C o r e i l e

a domain blog for ceos
Saturday



June 17, 2017 (Sat)

The domain journey of a startup


Image courtesy of Pixabay.com


Startup founders often have ideas but not much money, so they tend to spend little time on selecting a good domain name. A few days ago I read a story about a US startup with an interesting domain journey which I want to share with you.

Scriptdash is a digital pharmacy founded in June 2015. It provides fast delivery of medication when users submit a doctor's prescription on its website. Recently, the company has further refined its service by linking with doctors to receive prescriptions directly. The fast delivery service has proven to be popular among consumers as well as investors. Since 2015, the company has received funding every year.

Scriptdash's corporate website is Scriptdash.com with the following features.

  • The name part fully matches the Scriptdash brand.
  • Domain extension uses the mainstream .com.
  • The name is a combination of the words "Script" (taken from "preScription") and "dash" (implying "fast"). The whole name describes the service very well.

Scriptdash.com was registered about one month before the startup was established (May 22). Also, Archive.org shows that Scriptdash.com was first recorded on January 29, 2011, and the second record was created on June 11, 2015. This means the domain name was registered but abandoned within that four years and then picked up by the startup. These two facts suggest very little money (about $10) was spent to register Scripdash.com, yet this domain name is very appropriate for the nature of the startup's business.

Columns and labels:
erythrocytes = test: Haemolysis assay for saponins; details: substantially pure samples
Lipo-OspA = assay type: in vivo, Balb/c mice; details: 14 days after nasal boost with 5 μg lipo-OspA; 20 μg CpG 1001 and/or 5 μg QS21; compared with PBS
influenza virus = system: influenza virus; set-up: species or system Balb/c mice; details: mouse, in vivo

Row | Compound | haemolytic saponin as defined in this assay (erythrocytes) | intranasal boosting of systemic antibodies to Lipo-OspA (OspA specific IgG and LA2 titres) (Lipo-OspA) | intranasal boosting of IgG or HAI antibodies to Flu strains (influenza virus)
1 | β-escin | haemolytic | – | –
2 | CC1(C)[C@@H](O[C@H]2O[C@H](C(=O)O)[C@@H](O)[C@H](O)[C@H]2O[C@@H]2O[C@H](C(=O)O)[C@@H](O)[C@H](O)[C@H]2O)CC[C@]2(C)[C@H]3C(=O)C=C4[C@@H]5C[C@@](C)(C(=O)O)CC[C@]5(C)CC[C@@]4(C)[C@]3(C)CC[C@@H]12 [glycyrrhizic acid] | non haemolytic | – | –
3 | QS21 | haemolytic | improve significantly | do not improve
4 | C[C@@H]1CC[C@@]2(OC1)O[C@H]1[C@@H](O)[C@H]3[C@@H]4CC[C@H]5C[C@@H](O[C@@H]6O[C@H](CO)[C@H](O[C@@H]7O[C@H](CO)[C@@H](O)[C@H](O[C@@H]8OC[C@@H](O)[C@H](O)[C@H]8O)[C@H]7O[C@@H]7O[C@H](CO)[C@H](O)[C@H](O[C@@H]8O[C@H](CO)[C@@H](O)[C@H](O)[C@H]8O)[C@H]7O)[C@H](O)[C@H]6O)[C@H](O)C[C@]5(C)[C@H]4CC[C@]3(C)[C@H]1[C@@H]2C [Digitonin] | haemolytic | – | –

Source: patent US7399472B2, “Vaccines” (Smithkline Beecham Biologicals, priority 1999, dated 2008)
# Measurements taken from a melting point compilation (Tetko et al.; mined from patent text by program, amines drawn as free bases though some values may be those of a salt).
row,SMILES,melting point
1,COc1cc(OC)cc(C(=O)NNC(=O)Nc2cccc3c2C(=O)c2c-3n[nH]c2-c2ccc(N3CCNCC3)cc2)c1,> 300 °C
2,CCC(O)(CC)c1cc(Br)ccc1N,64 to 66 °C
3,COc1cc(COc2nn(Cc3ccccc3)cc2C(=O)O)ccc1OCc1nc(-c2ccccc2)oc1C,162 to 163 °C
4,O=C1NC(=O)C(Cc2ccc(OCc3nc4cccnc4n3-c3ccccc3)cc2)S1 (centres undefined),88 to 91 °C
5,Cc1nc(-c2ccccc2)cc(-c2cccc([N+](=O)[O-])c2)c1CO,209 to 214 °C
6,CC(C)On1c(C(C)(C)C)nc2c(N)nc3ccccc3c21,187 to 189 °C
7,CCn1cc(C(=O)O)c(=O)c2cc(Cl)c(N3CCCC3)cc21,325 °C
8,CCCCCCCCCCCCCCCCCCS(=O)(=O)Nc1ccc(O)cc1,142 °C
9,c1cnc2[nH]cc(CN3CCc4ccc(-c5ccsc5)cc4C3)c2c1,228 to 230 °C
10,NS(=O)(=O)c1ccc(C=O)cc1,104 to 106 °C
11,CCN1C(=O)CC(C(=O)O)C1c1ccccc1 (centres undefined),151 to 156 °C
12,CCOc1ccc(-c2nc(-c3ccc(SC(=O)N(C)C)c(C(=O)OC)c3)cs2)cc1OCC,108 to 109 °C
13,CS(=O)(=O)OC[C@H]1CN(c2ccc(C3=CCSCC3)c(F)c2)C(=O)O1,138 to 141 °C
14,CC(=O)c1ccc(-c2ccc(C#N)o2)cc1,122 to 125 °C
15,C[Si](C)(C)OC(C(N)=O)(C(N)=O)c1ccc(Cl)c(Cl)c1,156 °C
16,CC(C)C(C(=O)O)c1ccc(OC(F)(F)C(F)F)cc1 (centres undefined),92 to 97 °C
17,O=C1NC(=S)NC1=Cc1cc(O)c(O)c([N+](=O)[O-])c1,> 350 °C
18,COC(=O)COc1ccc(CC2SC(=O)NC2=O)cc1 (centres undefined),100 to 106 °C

Earlier this month, Scriptdash received $23 million B-series funding and plans to extend the service across America. The company has also rebranded to Alto and its domain name upgraded to the matching Alto.com. Alto comes from the Latin word altus (meaning "high"), indicating the startup's desire to raise its service to a higher level.

The new domain name is shorter and also easier to remember. It's easy to type, so should bring in more direct traffic to the website and help promote the brand. As a short and solid domain name registered on September 4, 1995, Alto.com must have cost the company a considerable amount of money to acquire.

Reading the Scriptdash story gives me an idea: As a Chinese startup, if you cannot get an appropriate Pinyin .com domain name, you can follow the examples of Vivo (handset maker) and OFO (bicycle sharing) by creating and then using an English brand within China. Once your business idea is proven popular with consumers and you have received funding, you can rebrand and acquire a better .com domain name. This method allows you to use the mainstream .com extension Chinese consumers are most familiar with. The .com domain name also makes your business ready for global expansion right from the start. To learn more about this method, read my May 6 post "How to create a global brand .com with only $10".

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Note: This post is a translation of my Chinese post written on the same date with a China-centric perspective.